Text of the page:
Older Baby Boomers are buying homes at a pretty good clip. That’s the finding of the National Association of REALTORS® (NAR) 2020 Home Buyer and Seller Generational Trends report.

NAR discovered that in 2019, older Baby Boomers accounted for 15 percent of all homebuyers. NAR defines older Boomers as between 65 and 73 years old, or those born between 1946 and 1954.

The two main reasons behind this age group’s purchase decisions are to be closer to family and friends and retirement. According to the Insured Retirement Issue, there were 34 million retired Baby Boomers in 2019. And by 2030, the U.S. Census Bureau says all Boomers be of retirement age. 

Real estate and mortgage marketing often zeros in on younger homebuyers. Right now, that means Millennials are the focus of direct mail campaigns and social media posts. Before long, Generation Z will enter traditional homebuying age, and real estate agents and brokers will direct efforts at reaching this new group of first-time homebuyers.

But NAR’s recent findings show it might be too soon to write-off what was once the world’s largest generation. 

What Older Baby Boomers Are Buying

Older Baby Boomers are buying homes. But what are they buying?

NAR says that 74 percent of older Boomers are buying homes in suburbs or small towns. Fifty-one percent are buying in suburban areas, followed by 23 percent in smaller towns. 

And older Boomers are moving more than other homebuying groups. This transition connects to the main reasons they’re buying homes: retirement and to be near family. If your grandkids are in a different state, you might move after you retire to be near them. Or, you may move to a warmer, more tax-friendly state after retirement.

A demographic by the National Association of REALTORS illustrating homebuying characteristics of older Boomers.

These buyers tend to favor new houses. They want to avoid the hassle of renovation, and they want to customize their homes to fit their needs better. 

Unlike younger homebuyers, older Baby Boomers are less interested in the quality of the schools where they’re looking to buy. Instead, a neighborhood’s character and convenience to their friends and family matter most to them.

Also, 20 percent of older Baby Boomers started their homebuying process by contacting real estate agents. That’s the second-highest of any age group, following those aged 74+. Most younger homebuyers began by searching online. For example, just 12 percent of buyers in their 30s started by contacting an agent.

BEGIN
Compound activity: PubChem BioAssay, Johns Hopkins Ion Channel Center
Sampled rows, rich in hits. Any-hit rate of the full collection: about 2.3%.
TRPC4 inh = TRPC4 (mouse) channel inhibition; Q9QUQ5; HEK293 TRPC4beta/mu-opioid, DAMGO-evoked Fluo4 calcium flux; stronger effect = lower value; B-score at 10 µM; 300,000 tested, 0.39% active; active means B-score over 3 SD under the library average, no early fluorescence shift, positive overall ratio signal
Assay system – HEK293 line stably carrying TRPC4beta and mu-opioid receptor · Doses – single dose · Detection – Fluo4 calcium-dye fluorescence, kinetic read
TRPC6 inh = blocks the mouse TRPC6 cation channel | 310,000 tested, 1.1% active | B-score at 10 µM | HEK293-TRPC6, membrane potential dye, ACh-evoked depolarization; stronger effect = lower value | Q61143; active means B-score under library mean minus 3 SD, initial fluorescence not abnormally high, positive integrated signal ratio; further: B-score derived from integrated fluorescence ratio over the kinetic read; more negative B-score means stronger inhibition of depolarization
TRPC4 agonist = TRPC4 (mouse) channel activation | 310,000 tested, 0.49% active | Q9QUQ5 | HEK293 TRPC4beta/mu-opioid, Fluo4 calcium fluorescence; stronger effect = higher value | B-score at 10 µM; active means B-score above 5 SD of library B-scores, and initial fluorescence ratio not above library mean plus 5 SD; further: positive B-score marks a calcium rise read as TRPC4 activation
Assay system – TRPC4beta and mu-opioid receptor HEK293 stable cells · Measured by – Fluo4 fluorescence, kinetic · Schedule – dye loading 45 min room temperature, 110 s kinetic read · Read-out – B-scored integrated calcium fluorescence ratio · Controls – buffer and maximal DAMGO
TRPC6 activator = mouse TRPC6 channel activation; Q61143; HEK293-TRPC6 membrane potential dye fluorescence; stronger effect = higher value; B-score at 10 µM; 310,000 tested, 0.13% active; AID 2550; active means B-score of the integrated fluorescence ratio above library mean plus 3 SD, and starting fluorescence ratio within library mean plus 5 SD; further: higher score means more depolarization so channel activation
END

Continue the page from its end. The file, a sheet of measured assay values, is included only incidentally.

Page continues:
Takeaways for Brokers and Agents

As NAR points out, Millennials still make up the largest group of homebuyers. But that doesn’t mean agents and brokers should ignore older Baby Boomers.

About 50 million people are between the ages of 65 and 73. And 15 percent of them bought homes in 2019, roughly 7.5 million. That’s a lot of homebuyers. 

More Boomers are heading toward retirement. They, too, might be looking to buy, or sell, their homes. (After all, NAR also found that older Baby Boomers were the second-largest group of home sellers in 2019.)

When planning your marketing strategy, consider carving an approach to make yourself accessible to older Baby Boomers. Here are some questions to think about:

  • Does your content reflect your ability to meet older Boomers’ homebuying and selling needs?
  • Are you showing a diverse group of people, including by age, in your marketing materials?
  • Does your website meet accessibility standards, such as ensuring it’s usable by people who are hearing or vision impaired?

Yes, it’s illegal and wrong to target market housing based on age. That’s not what I’m suggesting that brokers and agents do. 

Instead, be aware of the potential to serve a still-active homebuying demographic. Don’t ignore older Baby Boomers. Make sure you understand their needs. Publish content highlighting how you can help them, and ensure your website is accessible.

Doing so helps all homebuyers, regardless of age. And it can help to grow your business across all generations.


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